"In the German community, no doubt, there was a number that was clearly pro-Nazi," he said. "And then in the Italian community there was the same, there were fascist sympathizers.

"Even in the Australian community there were people whose politics were well and truly on the right."

In the German community, no doubt, there was a number that was clearly pro-Nazi.

While most Australians would associate concentration camps with the Holocaust, the phrase once again generally meant places where a government limited the citizens it did not like.

"It's a bit jarring, but that was a common terminology in World War I," said Professor Monteath.

The internment camps in both major conflicts were handled by the army and its occupiers in many aspects treated as prisoners of war.

The concentration camps were established during the First World War in the abandoned prisons of the 19th century, including Berrima and Trial Bay in New South Wales. The largest facility was in Holsworthy, in the southwest of Sydney.

The internees were also housed in prisons, including Long Bay, in Sydney, during World War II, as well as in makeshift camps in several army barracks.

As the war dragged on, the first camps became too small and the government opened specially designed facilities at Rushworth in Victoria, Loveday in South Australia, Harvey in Western Australia and Cowra and Hay in New South Wales.

The imposing Trial Bay civil prison in New South Wales was not used since 1903 when it became the home of some of the most privileged inmates during the First World War. Photographer Karl Lehmann spent the first period of his internment at Rottnest Island in Western Australia

The imposing Trial Bay civil prison in New South Wales was not used since 1903 when it became the home of some of the most privileged inmates during the First World War. Photographer Karl Lehmann spent the first period of his internment at Rottnest Island in Western Australia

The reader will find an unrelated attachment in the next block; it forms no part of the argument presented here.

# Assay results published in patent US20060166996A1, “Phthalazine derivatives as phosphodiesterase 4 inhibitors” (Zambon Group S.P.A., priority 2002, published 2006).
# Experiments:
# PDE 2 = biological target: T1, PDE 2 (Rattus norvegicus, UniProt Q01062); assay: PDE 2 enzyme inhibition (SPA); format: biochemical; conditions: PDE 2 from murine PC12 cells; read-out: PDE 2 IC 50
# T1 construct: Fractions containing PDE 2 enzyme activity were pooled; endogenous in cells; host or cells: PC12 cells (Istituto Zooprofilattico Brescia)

The imposing Trial Bay civil prison in New South Wales was not used since 1903 when it became the home of some of the most privileged inmates during the First World War. Photographer Karl Lehmann spent the first period of his internment at Rottnest Island in Western Australia

The in-house photographer Karl Lehmann captures a relaxed moment in Trial Bay in New South Wales in 1917. A group of interns gathers before the improvised Beach Cafe of the camp.

The in-house photographer Karl Lehmann captures a relaxed moment in Trial Bay in New South Wales in 1917. A group of interns gathers before the improvised Beach Cafe of the camp.

The in-house photographer Karl Lehmann captures a relaxed moment in Trial Bay in New South Wales in 1917. A group of interns gathers before the improvised Beach Cafe of the camp.

The title of this letter, "Frohliche Weihnachten" (Merry Christmas), may seem priceless, since the Liverpool camp was not a place of much joy. It is not the use of the concentration camp & # 39;

The title of this letter, "Frohliche Weihnachten" (Merry Christmas), may seem priceless, since the Liverpool camp was not a place of much joy. It is not the use of the concentration camp & # 39;

The title of this letter, "Frohliche Weihnachten" (Merry Christmas), may seem priceless, since the Liverpool camp was not a place of much joy. It is not the use of the concentration camp & # 39;

The enemy fighters captured abroad were also imprisoned in Australian camps along with inmates in places like Cowra and Hay.